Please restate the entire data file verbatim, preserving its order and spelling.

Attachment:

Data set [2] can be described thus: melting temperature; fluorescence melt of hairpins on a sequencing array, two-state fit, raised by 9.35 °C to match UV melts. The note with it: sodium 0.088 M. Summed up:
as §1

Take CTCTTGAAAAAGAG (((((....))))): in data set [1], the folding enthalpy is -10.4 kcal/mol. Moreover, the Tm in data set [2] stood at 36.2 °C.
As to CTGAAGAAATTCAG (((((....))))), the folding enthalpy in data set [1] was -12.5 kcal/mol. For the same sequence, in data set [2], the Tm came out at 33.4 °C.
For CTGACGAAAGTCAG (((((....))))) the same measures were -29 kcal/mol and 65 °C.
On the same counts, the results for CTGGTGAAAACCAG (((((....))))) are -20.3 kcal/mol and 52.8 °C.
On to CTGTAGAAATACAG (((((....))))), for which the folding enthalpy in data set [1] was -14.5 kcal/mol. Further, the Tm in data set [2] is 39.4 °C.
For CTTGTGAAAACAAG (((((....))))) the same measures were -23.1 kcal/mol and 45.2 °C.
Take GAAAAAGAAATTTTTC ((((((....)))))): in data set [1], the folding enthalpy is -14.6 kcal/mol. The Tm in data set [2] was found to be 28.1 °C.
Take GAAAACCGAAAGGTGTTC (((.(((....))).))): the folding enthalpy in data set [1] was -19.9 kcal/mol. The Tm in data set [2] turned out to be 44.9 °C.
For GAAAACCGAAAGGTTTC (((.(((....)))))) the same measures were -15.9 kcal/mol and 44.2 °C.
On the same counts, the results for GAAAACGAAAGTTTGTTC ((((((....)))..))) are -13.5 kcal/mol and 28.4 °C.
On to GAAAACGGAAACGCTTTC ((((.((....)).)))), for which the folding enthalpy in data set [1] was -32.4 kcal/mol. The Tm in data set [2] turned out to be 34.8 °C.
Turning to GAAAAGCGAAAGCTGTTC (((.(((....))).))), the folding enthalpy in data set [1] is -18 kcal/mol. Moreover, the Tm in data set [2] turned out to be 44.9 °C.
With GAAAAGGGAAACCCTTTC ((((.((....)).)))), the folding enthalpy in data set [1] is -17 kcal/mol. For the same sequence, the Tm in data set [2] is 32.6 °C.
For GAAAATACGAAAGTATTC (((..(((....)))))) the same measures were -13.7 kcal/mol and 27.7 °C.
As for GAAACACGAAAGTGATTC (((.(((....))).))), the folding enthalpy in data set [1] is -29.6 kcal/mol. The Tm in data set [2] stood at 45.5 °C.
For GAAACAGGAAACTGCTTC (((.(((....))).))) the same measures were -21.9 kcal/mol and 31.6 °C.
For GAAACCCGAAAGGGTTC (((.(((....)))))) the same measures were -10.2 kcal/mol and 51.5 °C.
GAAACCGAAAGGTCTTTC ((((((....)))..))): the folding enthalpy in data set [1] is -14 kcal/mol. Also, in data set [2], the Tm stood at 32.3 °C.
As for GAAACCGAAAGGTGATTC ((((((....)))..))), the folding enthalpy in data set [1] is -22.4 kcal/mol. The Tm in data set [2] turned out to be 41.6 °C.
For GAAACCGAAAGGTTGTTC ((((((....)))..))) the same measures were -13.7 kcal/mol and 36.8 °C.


Data set [2] can be described thus: melting temperature; fluorescence melt of hairpins on a sequencing array, two-state fit, raised by 9.35 °C to match UV melts. The note with it: sodium 0.088 M. Summed up:
as §1

Take CTCTTGAAAAAGAG (((((....))))): in data set [1], the folding enthalpy is -10.4 kcal/mol. Moreover, the Tm in data set [2] stood at 36.2 °C.
As to CTGAAGAAATTCAG (((((....))))), the folding enthalpy in data set [1] was -12.5 kcal/mol. For the same sequence, in data set [2], the Tm came out at 33.4 °C.
For CTGACGAAAGTCAG (((((....))))) the same measures were -29 kcal/mol and 65 °C.
On the same counts, the results for CTGGTGAAAACCAG (((((....))))) are -20.3 kcal/mol and 52.8 °C.
On to CTGTAGAAATACAG (((((....))))), for which the folding enthalpy in data set [1] was -14.5 kcal/mol. Further, the Tm in data set [2] is 39.4 °C.
For CTTGTGAAAACAAG (((((....))))) the same measures were -23.1 kcal/mol and 45.2 °C.
Take GAAAAAGAAATTTTTC ((((((....)))))): in data set [1], the folding enthalpy is -14.6 kcal/mol. The Tm in data set [2] was found to be 28.1 °C.
Take GAAAACCGAAAGGTGTTC (((.(((....))).))): the folding enthalpy in data set [1] was -19.9 kcal/mol. The Tm in data set [2] turned out to be 44.9 °C.
For GAAAACCGAAAGGTTTC (((.(((....)))))) the same measures were -15.9 kcal/mol and 44.2 °C.
On the same counts, the results for GAAAACGAAAGTTTGTTC ((((((....)))..))) are -13.5 kcal/mol and 28.4 °C.
On to GAAAACGGAAACGCTTTC ((((.((....)).)))), for which the folding enthalpy in data set [1] was -32.4 kcal/mol. The Tm in data set [2] turned out to be 34.8 °C.
Turning to GAAAAGCGAAAGCTGTTC (((.(((....))).))), the folding enthalpy in data set [1] is -18 kcal/mol. Moreover, the Tm in data set [2] turned out to be 44.9 °C.
With GAAAAGGGAAACCCTTTC ((((.((....)).)))), the folding enthalpy in data set [1] is -17 kcal/mol. For the same sequence, the Tm in data set [2] is 32.6 °C.
For GAAAATACGAAAGTATTC (((..(((....)))))) the same measures were -13.7 kcal/mol and 27.7 °C.
As for GAAACACGAAAGTGATTC (((.(((....))).))), the folding enthalpy in data set [1] is -29.6 kcal/mol. The Tm in data set [2] stood at 45.5 °C.
For GAAACAGGAAACTGCTTC (((.(((....))).))) the same measures were -21.9 kcal/mol and 31.6 °C.
For GAAACCCGAAAGGGTTC (((.(((....)))))) the same measures were -10.2 kcal/mol and 51.5 °C.
GAAACCGAAAGGTCTTTC ((((((....)))..))): the folding enthalpy in data set [1] is -14 kcal/mol. Also, in data set [2], the Tm stood at 32.3 °C.
As for GAAACCGAAAGGTGATTC ((((((....)))..))), the folding enthalpy in data set [1] is -22.4 kcal/mol. The Tm in data set [2] turned out to be 41.6 °C.
For GAAACCGAAAGGTTGTTC ((((((....)))..))) the same measures were -13.7 kcal/mol and 36.8 °C.